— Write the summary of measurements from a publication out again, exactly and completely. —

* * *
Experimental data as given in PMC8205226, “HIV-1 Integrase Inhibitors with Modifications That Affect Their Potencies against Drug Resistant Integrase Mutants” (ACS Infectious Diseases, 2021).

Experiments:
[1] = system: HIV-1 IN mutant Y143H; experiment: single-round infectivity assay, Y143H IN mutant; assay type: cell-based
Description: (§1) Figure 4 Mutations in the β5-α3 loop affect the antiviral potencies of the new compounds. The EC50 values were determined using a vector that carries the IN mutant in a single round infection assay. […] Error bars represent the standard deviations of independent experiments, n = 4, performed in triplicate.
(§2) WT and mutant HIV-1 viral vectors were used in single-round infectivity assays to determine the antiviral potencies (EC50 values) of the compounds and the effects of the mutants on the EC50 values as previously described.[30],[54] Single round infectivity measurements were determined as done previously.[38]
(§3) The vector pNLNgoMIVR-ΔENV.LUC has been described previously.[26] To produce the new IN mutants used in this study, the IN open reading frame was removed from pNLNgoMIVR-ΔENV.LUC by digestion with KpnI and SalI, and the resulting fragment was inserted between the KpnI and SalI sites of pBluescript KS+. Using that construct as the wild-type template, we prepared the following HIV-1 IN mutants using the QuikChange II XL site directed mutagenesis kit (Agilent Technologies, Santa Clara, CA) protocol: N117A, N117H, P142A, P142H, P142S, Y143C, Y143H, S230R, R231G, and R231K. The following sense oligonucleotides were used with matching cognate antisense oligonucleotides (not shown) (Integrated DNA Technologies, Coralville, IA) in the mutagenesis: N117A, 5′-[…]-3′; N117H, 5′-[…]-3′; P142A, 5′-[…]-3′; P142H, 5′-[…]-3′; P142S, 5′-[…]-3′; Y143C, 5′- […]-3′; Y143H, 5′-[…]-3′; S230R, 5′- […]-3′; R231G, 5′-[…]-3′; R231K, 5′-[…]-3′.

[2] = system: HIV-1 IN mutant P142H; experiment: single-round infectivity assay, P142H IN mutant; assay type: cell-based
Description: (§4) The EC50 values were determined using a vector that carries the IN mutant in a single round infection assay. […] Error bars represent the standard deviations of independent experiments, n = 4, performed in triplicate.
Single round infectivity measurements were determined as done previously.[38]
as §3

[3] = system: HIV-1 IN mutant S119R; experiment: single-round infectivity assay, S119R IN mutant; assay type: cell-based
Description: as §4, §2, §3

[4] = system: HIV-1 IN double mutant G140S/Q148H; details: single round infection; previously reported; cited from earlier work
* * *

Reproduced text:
Experimental data as given in PMC8205226, “HIV-1 Integrase Inhibitors with Modifications That Affect Their Potencies against Drug Resistant Integrase Mutants” (ACS Infectious Diseases, 2021).

Experiments:
[1] = system: HIV-1 IN mutant Y143H; experiment: single-round infectivity assay, Y143H IN mutant; assay type: cell-based
Description: (§1) Figure 4 Mutations in the β5-α3 loop affect the antiviral potencies of the new compounds. The EC50 values were determined using a vector that carries the IN mutant in a single round infection assay. […] Error bars represent the standard deviations of independent experiments, n = 4, performed in triplicate.
(§2) WT and mutant HIV-1 viral vectors were used in single-round infectivity assays to determine the antiviral potencies (EC50 values) of the compounds and the effects of the mutants on the EC50 values as previously described.[30],[54] Single round infectivity measurements were determined as done previously.[38]
(§3) The vector pNLNgoMIVR-ΔENV.LUC has been described previously.[26] To produce the new IN mutants used in this study, the IN open reading frame was removed from pNLNgoMIVR-ΔENV.LUC by digestion with KpnI and SalI, and the resulting fragment was inserted between the KpnI and SalI sites of pBluescript KS+. Using that construct as the wild-type template, we prepared the following HIV-1 IN mutants using the QuikChange II XL site directed mutagenesis kit (Agilent Technologies, Santa Clara, CA) protocol: N117A, N117H, P142A, P142H, P142S, Y143C, Y143H, S230R, R231G, and R231K. The following sense oligonucleotides were used with matching cognate antisense oligonucleotides (not shown) (Integrated DNA Technologies, Coralville, IA) in the mutagenesis: N117A, 5′-[…]-3′; N117H, 5′-[…]-3′; P142A, 5′-[…]-3′; P142H, 5′-[…]-3′; P142S, 5′-[…]-3′; Y143C, 5′- […]-3′; Y143H, 5′-[…]-3′; S230R, 5′- […]-3′; R231G, 5′-[…]-3′; R231K, 5′-[…]-3′.

[2] = system: HIV-1 IN mutant P142H; experiment: single-round infectivity assay, P142H IN mutant; assay type: cell-based
Description: (§4) The EC50 values were determined using a vector that carries the IN mutant in a single round infection assay. […] Error bars represent the standard deviations of independent experiments, n = 4, performed in triplicate.
Single round infectivity measurements were determined as done previously.[38]
as §3

[3] = system: HIV-1 IN mutant S119R; experiment: single-round infectivity assay, S119R IN mutant; assay type: cell-based
Description: as §4, §2, §3

[4] = system: HIV-1 IN double mutant G140S/Q148H; details: single round infection; previously reported; cited from earlier work